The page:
A lawsuit against a mechanic for allegedly failed to warn a driver about her brakes’ condition has been settled for $335,000, the Connecticut Law Tribune reported last week.
Though not specifically related to the collision industry, Dubin v. M&M Motors International points to the kinds of legal threats which can exist for a repairer.
Renee Dubin crashed her daughter’s 1964 Chrysler New Yorker on July 20, 2017, shortly after picking up the vehicle from M&M Motors, which had fixed a flat tire on the car that day. The brakes had failed while she was exiting Interstate 84, leading to the 1964 New Yorker hitting another vehicle, crashing into a guardrail and traveling over the embankment, according to the lawsuit.
Dubin alleged that the shop, which had “worked on the car on ten separate occasions in the 15 months before the crash,” should have detected the brake issue.
The complaint alleged M&M Motors was negligent in one or more of these ways:
a) failed to properly inspect and/or test the brakes in the vehicle and permitted the car to have brakes that they knew or should have know would fail;
b) in that they failed to identify and repair the left rear brake assembly which had a leak,;
c) negligently gave the car to Dubin from their repair shop in a dangerous condition with brakes that could not be reasonably relied on for transportation on the roads and highways of the State of Connecticut;
d) failed to warn Dubin of the dangerous and defective conditions of the brakes in that they were likely to fail due to an ongoing leaking condition;
e) failed to advise and warn Dubin on an on-going basis of the dangerous condition of the brakes and the insufficient brake fluid;
f) failed to install and/or reinstall proper brakes rear or otherwise stop the brake fluid leak;
g) failed to properly inspect and/or re-inspect the brakes on the vehicle when she returned the car to the repair shop;
h) failed to check the brake fluid reservoir which would have revealed a dangerously low level; and/or
i) failed under all circumstances then and there existing when Dubin kept returning the car to the repair shop to notice the leaking condition and repair the break system.
The Law Tribune reported that Nationwide Insurance, which had underwritten the shop, settled for $335,000 of the $410,000 Dubin’s attorney wanted. The case was withdrawn Aug. 15.
Nationwide’s attorney declined to comment to the Law Tribune, but M&M Motors owner Mac Omeragic said he was “baffled” the carrier settled. According to the Law Tribune:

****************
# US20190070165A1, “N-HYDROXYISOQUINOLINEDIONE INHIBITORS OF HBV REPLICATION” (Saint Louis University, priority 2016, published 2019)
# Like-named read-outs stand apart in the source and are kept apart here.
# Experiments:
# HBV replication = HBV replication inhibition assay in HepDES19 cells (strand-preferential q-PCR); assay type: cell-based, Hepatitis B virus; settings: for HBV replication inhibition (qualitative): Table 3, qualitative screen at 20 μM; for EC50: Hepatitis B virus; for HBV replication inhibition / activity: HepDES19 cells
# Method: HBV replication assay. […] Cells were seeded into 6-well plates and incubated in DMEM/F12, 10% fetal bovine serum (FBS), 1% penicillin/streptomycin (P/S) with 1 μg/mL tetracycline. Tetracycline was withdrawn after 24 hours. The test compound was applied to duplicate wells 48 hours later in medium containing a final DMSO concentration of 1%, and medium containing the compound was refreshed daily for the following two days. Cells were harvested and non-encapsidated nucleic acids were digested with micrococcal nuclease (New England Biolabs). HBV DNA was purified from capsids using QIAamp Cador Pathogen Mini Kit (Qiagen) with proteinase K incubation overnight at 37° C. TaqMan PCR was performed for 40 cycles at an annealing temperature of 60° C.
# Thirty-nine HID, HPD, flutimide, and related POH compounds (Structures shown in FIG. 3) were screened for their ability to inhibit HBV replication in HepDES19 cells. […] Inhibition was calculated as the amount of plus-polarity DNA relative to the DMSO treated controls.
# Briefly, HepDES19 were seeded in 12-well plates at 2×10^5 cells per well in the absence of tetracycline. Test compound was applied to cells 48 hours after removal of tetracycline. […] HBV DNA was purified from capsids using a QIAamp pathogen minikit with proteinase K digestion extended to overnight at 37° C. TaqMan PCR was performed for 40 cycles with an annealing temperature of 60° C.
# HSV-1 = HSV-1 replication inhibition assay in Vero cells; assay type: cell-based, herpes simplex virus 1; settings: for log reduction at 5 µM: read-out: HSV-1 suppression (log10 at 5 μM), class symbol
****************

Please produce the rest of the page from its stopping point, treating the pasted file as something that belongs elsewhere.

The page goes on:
Mack Omeragic, owner of M&M Motors, said Dubin went in for a “simple flat repair” on the day of the accident and that was the only work done on the car. Regarding the many visits the car had in the shop, Omeragic said, “We checked the whole vehicle over. It’s a 54-year-old vehicle. I’m saddened that this can happen out of nothing.”
Get advice on liability at Repairer Driven Education
Learn more about liability during the SEMA show in Las Vegas at “Understanding Shop Liability in this new Era of Diagnostics, Calibrations and Programming” with Michael Quinn and Chuck Olsen of AirPro, Aaron Clark of Assured Performance, Scott Kaboos of Honda, Nick Notte of I-CAR, Jack Rozint of Mitchell and Todd Tracy of the Tracy Law Firm; “Facing Increased Complexity and Liability – How to Protect Your Collision Repair Business!” with David Willett of Intrepid Direct Insurance, Ron Reichen of Precision Body and Paint, Shaughn Kennedy of Intrepid Direct and Burl Richards of Burl’s Collision Center; “More than Just a Hand Shake: The Professional Administrative (legal) Documents You Really Need to Operate a Successful Shop” with Erica Eversman of the Auto Education Policy Institute and Wade Ebert of American Auto Body; and “The Imperative of Accessing and Retaining OEM Repair Information on every Structurally Repaired Vehicle” with Pete Tagliapietra and Wil Peck of NuGen IT. The sessions are part of the Society of Collision Repair Specialists’ Repairer Driven Education Series Oct. 29-Nov. 2. Register here for individual RDE classes or the series pass package deal.
We’re in no position to know who — if anyone — is responsible for the crash. We bring up the case simply because the broader issues carry food for thought for shops.
What is the shop’s duty under state law? What’s your liability if you let the car leave despite advising a customer of an unsafe condition? What’s your liability for issues like brake condition — typically the purview of a mechanic, not a collision shop, but you’re the automotive professional looking at the vehicle? This is all stuff to discuss and lock down with a qualified attorney and your garagekeeper’s carrier now, rather than assume you know the answers or try to Google-search for them.
Litigation against any aftermarket repairer can often be a reminder of collision industry warnings to follow OEM procedures and document work accordingly. But this case also brings to mind the warning the moment your shop touches a vehicle, “you own it.” Thus, it also seems to validate the need for procedures like measuring and tearing down the entire vehicle prior to a repair — not just to ensure your repair is done correctly but also to keep existing vehicle conditions or another shop’s errors from haunting you.
For example, let’s say your shop merely tears down and fixes the part of the car damaged by the collision, such as the area around around the right front corner you know took the hit. Without measuring or inspecting the entire vehicle, you might miss the poor work someone else did on the back of the car during a prior rear-end hit. If something goes wrong there — such as a suspension or frame rail issue — you could be accused of a) either making those mistakes or b) negligently failing to notice or warn the vehicle owner about that condition.
Connecticut Law Tribune, Sept. 14, 2018
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